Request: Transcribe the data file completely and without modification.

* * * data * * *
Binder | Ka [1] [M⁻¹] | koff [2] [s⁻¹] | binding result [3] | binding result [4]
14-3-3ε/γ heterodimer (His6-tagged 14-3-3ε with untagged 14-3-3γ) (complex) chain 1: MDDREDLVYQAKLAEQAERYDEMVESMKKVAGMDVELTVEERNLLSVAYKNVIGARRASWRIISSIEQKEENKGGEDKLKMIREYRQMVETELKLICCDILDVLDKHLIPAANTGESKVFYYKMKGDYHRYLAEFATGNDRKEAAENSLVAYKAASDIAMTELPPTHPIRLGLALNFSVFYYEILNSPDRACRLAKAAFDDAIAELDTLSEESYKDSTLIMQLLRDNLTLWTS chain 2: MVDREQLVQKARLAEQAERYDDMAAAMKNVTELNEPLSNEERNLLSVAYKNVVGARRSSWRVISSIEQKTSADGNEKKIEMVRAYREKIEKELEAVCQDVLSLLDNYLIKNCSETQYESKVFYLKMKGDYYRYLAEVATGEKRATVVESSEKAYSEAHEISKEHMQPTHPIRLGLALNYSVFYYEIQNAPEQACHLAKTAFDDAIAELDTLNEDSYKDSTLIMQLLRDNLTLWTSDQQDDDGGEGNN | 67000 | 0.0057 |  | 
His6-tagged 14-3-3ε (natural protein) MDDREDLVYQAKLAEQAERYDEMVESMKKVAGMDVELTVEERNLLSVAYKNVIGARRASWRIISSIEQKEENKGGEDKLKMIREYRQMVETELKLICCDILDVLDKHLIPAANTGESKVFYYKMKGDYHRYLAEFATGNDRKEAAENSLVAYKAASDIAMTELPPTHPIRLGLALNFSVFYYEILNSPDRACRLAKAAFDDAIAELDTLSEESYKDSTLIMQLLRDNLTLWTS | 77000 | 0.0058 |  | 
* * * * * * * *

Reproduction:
Binder | Ka [1] [M⁻¹] | koff [2] [s⁻¹] | binding result [3] | binding result [4]
14-3-3ε/γ heterodimer (His6-tagged 14-3-3ε with untagged 14-3-3γ) (complex) chain 1: MDDREDLVYQAKLAEQAERYDEMVESMKKVAGMDVELTVEERNLLSVAYKNVIGARRASWRIISSIEQKEENKGGEDKLKMIREYRQMVETELKLICCDILDVLDKHLIPAANTGESKVFYYKMKGDYHRYLAEFATGNDRKEAAENSLVAYKAASDIAMTELPPTHPIRLGLALNFSVFYYEILNSPDRACRLAKAAFDDAIAELDTLSEESYKDSTLIMQLLRDNLTLWTS chain 2: MVDREQLVQKARLAEQAERYDDMAAAMKNVTELNEPLSNEERNLLSVAYKNVVGARRSSWRVISSIEQKTSADGNEKKIEMVRAYREKIEKELEAVCQDVLSLLDNYLIKNCSETQYESKVFYLKMKGDYYRYLAEVATGEKRATVVESSEKAYSEAHEISKEHMQPTHPIRLGLALNYSVFYYEIQNAPEQACHLAKTAFDDAIAELDTLNEDSYKDSTLIMQLLRDNLTLWTSDQQDDDGGEGNN | 67000 | 0.0057 |  | 
His6-tagged 14-3-3ε (natural protein) MDDREDLVYQAKLAEQAERYDEMVESMKKVAGMDVELTVEERNLLSVAYKNVIGARRASWRIISSIEQKEENKGGEDKLKMIREYRQMVETELKLICCDILDVLDKHLIPAANTGESKVFYYKMKGDYHRYLAEFATGNDRKEAAENSLVAYKAASDIAMTELPPTHPIRLGLALNFSVFYYEILNSPDRACRLAKAAFDDAIAELDTLSEESYKDSTLIMQLLRDNLTLWTS | 77000 | 0.0058 |  | 